Copyright © 2005 Martin Newell
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Because, it's end of summer and I'm busy figuring out how to run this year's Golden Afternoon, which is a scant month away, I haven't been keeping this journal up very much lately. Here, though, in response to Ruth's comment on the message board, is another excerpt from my weekly writing for the East Anglian Daily Times, the world's finest regional daily...
Autumn With Malcolm
I have a very good friend called Malcolm. Years ago, following the collapse of our respective relationships, he needed to make up the mortgage and I needed a place to live. I moved in on the top floor of his house. Originally meant only as a few months stop-gap, the arrangement lasted three years. We became an Essex version of The Odd Couple. Apart from a shared love of Led Zeppelin, The Stones and repairing to the pub to commiserate with each other about our disastrous love lives, we couldn't have been more different. He was urban south of county and I was country north. He was casually messy and I was neurotically tidy. He drove cars, whilst I rode bicycles. I christened our accommodation Bachelor Central. If the state of things really got to me, I'd spend a long morning blitzing all three floors, only to have Malcolm come in, plonk a four-pack on the table, switch the TV on and then proceeed to empty the cans whilst filling all the ashtrays. Occasionally, when a rare female visitor arrived and asked how often he tidied the place up, I'd yell from the kitchen: “Once a girlfriend!” A Jewish-Italian hybrid, Malcolm's wit was sharp and left-field. He came home from a training course in London one day and remarked: “Hey, you know Schindler's List? Well, I was in Schindler's Lift today.” There really is a firm called Schindler who make lifts. Well, you had to be there really.
Malcolm hardly noticed the passing of the seasons – a thing which I was always very aware of.I'd notice in autumn, for instance, that the hedgerows were dripping with sloes and elderberries. He'd only notice the resultant purple action-paintings left by the birds on the washing line. I would notice, in late October, that next door's birch tree leaves looked like gold ingots. He might notice, eventually, that his shed had blown over in a gale. I'd be curled up reading Betjeman. He'd be studying the scheduled TV films, and quality-checking them in a copy of Halliwell's Film Guide. I'd be in the local woods, walking the dog and watching the lost summer shot down in flames. He'd be watching a film. I enjoyed the keener air. He turned the central heating up. I observed that the climber-rose by the front door had produced a late flush of blooms. He noticed that its overgrowth was tapping at his bedroom window in the wind and keeping him awake. My walks ranged through woods, fields and along the river banks. His ranged between an office around the corner, a shop up the road and the pub.
One year in the mid-Nineties, however, a year which was meteorologically, similar to the one we're now in, the autumn really took off. The segueway from summer was seamless. We'd had a dry, almost windless September of the type that we sometimes get on the Essex coast. When October snuck in through the picket gate, the nights gradually got chillier and damper and yet, the days remained warm. The woods were tinder-dry, the fields were full of horse-mushrooms and autumn hawkbits flowered at the edges of playgrounds and on the street verges. With colder nights, the leaves began slowly to turn but mostly, remained on the trees. Drinkers sitting outside the quayside pub watched a rouged sun sinking wantonly down in the west, with a few raiments of purple-brown clouds draped on it. All the big chaps who like to dress as giant American children, with those strange, three quarter-length multi-pocketed trousers, still felt warm enough to continue wearing them. An early morning rail journey to London was a pleasure to do – especially with the low mists across the fields and the stunning colours on the trees by Ingatestone.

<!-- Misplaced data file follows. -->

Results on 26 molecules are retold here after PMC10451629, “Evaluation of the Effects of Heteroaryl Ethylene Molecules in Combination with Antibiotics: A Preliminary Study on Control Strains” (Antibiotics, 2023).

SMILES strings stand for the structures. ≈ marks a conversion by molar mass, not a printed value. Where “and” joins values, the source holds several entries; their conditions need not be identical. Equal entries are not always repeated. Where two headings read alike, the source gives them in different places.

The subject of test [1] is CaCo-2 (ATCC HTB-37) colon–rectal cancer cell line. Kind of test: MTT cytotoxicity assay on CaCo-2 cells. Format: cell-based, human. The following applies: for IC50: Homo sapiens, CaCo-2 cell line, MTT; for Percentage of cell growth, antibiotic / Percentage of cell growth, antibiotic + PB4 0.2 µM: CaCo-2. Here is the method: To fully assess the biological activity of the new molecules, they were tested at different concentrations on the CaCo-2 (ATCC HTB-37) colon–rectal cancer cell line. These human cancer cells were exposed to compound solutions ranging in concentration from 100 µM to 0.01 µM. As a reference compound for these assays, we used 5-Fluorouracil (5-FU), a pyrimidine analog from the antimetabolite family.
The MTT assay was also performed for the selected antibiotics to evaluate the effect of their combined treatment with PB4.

Now, there's one thing that I remember about living in a male household. When someone suggests going for a pint, with no women around you can be out of that door in a shot. In a routine which only involves grabbing your keys, your fags and some money, two blokes can be throwing their jackets on while they march down the street. There's no fiddling about with dresses, make-up, hair or handbags. Oh, actually, in these newly-empowered times of ours, I've heard that this may have altered in some areas. It wasn't the case with the boys of Bachelor Central, though. Our average time from “Locked doors? ” to “What's yours?” was usually about three minutes.
One Friday evening that particular year, as we ambled down the road, past an overgrown abandoned shipyard, I observed that the leaves on the trees across the river at Fingringhoe seemed to be aflame. The gardens which we passed were a symphony of loveliness. It was like walking through a Thomas Kinkade painting. A low-flying skein of geese went honking through the still sky above us. With a sweet waft of an autumn bonfire in the air, the season had really outdone itself. It was, for that brief moment, perfect. We got to the pub and ordered the first round. After taking a good draft of his beer, Malcolm looked seriously at me and said: “It's giving good autumn this year, isn't it?” That was about as poetic as it ever got during those three years. He was right though. And with luck I reckon we could be in for a similar sort of thing this year. Golden days.